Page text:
On a stormy night, the Vanderbilt Commodores let a golden opportunity for an upset bid slip right through their fingers. In spite of a myriad of errors--botched snaps, third down letdowns, dropped passes, etc.--the Commodores were still able to go toe-to-toe with the ninth ranked team in the nation until LSU pulled away with a backbreaking 14-yard run touchdown run by senior Keiland Williams with six minutes left in the game.
"They hurt us on the perimeter running the ball and we never did seem able to stop that consistently," said Vanderbilt head coach Bobby Johnson. "I'm proud of the way our team hung in there until the end and battled."
Playing before an announced Tiger Stadium crowd of 91,566, Vanderbilt made their move in the fourth quarter by utilizing a running game that was so effective in their season debut against Western Carolina. After recording a safety that shifted the momentum in favor of the Commodores, the Vanderbilt offense established a promising rhythm on their next drive, rushing for 38 yards on seven team carries highlighted by redshirt junior running back Kennard Reeves's 18-yard gain. However, on third and seven from LSU's 23 yard line, redshirt sophomore quarterback Larry Smith's pass deflected off redshirt senior receiver Alex Washington and was intercepted by LSU sophomore cornerback Brandon Taylor.
"(The interception) hurt," Smith said. "We had a lot of momentum after the safety. We had good field position and we just couldn't capitalize. That changed the whole ballgame. If we score there, it's tied up."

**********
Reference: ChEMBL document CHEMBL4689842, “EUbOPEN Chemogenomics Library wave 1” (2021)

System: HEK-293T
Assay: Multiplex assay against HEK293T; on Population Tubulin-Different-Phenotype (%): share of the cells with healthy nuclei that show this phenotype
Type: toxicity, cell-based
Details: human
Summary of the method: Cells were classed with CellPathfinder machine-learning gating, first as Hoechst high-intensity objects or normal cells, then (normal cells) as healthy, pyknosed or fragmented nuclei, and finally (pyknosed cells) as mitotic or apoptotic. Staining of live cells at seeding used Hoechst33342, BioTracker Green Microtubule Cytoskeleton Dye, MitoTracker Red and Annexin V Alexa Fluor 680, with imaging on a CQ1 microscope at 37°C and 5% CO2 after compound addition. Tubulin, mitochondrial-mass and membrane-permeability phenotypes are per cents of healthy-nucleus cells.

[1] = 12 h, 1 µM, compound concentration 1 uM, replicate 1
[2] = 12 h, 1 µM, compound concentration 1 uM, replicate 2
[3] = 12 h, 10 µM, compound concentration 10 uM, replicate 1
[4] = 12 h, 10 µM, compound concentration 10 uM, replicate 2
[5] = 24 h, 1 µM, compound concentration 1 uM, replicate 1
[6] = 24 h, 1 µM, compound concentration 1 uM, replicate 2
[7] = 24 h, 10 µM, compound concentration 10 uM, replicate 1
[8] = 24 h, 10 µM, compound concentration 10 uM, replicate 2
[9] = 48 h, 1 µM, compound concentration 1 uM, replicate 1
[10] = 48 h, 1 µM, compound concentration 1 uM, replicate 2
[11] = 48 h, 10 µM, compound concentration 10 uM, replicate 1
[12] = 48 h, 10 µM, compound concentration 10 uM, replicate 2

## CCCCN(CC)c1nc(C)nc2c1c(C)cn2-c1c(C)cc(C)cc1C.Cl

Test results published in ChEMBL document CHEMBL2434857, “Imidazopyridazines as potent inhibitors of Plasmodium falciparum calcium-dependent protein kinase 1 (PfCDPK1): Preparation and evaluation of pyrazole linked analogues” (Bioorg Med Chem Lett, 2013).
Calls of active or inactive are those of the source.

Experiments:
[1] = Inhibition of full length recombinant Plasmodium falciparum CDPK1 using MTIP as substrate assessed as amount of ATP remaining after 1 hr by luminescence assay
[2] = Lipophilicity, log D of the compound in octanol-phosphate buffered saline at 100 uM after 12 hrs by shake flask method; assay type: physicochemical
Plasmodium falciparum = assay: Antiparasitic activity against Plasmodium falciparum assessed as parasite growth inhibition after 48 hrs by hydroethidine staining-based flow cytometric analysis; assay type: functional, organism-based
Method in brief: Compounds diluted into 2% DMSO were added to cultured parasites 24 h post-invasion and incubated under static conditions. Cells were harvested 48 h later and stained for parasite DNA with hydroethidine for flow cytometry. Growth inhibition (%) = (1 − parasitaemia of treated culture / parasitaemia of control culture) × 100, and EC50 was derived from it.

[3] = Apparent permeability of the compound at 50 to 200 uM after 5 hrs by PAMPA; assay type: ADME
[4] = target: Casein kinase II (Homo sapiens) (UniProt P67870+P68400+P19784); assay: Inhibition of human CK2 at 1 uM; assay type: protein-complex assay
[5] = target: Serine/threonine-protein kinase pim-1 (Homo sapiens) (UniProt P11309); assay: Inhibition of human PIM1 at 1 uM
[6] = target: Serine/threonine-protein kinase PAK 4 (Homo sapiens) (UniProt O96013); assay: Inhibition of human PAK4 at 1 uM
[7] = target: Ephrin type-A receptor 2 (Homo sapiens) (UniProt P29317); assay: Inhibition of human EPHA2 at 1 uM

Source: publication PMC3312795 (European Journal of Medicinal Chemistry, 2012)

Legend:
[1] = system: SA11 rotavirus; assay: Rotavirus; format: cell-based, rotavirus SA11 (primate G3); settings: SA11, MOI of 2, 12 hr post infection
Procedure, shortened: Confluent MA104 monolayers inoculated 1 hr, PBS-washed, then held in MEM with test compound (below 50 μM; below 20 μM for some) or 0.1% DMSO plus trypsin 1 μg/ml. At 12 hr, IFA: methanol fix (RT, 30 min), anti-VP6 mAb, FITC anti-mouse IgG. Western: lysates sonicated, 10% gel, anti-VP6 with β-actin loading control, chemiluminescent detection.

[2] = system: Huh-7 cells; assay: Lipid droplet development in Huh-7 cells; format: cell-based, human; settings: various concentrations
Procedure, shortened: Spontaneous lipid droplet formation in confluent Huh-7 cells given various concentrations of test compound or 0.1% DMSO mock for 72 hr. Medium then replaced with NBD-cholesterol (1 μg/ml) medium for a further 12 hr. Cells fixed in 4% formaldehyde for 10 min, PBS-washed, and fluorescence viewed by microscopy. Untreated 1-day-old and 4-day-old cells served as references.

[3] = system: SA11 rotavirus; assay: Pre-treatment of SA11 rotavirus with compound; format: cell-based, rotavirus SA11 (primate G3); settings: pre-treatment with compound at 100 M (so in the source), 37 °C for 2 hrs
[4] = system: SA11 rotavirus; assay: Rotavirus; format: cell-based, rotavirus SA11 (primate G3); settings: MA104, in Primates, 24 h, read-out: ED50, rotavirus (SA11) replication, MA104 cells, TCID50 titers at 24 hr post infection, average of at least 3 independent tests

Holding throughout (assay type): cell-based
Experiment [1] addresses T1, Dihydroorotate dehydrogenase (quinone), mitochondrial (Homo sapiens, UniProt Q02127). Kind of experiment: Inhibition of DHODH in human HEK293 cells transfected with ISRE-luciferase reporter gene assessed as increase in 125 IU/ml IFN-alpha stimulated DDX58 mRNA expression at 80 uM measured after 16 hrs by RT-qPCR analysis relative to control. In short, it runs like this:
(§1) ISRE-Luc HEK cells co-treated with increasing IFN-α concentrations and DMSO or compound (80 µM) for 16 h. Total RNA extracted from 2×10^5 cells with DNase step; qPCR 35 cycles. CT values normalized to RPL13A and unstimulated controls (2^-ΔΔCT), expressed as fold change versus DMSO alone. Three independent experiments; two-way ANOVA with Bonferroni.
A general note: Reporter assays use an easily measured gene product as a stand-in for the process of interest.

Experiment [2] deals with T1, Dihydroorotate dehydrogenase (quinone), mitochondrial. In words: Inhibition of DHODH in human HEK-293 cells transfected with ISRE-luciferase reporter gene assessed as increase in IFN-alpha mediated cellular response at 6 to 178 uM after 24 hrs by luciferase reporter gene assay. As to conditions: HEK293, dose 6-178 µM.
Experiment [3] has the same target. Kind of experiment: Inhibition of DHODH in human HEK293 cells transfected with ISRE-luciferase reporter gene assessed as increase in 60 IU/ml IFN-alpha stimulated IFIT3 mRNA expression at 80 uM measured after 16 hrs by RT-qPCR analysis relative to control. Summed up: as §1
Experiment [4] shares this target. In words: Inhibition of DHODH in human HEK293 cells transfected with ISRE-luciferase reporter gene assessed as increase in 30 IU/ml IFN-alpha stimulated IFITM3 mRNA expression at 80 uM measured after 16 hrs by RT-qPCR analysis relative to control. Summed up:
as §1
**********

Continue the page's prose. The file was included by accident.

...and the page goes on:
In a battle of two of the SEC's most promising young quarterbacks, it was LSU's own sophomore sensation Jordan Jefferson who came out on top. Completing 20 of 29 passes for 138 yards, Jefferson was solid if unspectacular, methodically moving his offense down the field and helping LSU dominate time of possession. The Tigers held the ball for more than 36 minutes.
"(Jefferson) is really athletic and will be a good quarterback coming up," said sophomore cornerback Casey Hayward. "He throws the ball real good and his receivers always seem to get open."
In the end, though, it wasn't one play, player, or injury (especially the one sustained by redshirt sophomore right tackle James Williams) that Commodore players felt made the difference; it was their own miscues that left wondering Vanderbilt what might have been.
"We really shot ourselves in the foot," said redshirt senior defensive end Broderick Stewart. "Not to mention, people were already going down left and right, but you can't have penalties when you play a good team."
Game Ball: Keiland Williams
On a night where the running game proved the difference, Williams was the difference maker. Rushing for 72 yards on ten carries, the senior displayed excellent cutback ability and vision in slicing through a Vanderbilt defense that usually corrals opposing runners.
"In my opinion, that was the running back that Keiland Williams can be--very exclusive and explosive and running with power," said LSU head coach Les Miles. "I hope that continues."
With LSU holding the ball for the majority of the game, the sophomore corner was all over the field, registering a career-high 13 tackles (with four that went for a loss). Had Vanderbilt pulled off the upset, this game would have thrust Hayward into the spotlight. Either way, he proved Vanderbilt's secondary is in good hands even without do-it-all corner D.J. Moore.
Play of the Game: Taylor's interception
While Vanderbilt was stringing together a drive that could have made the game a lot more interesting, it was Taylor who slammed the door shut on a possible Commodore comeback. Three drives after his interception at LSU's 16 yard line, Williams put the game out of reach and Vanderbilt never sniffed the end zone again.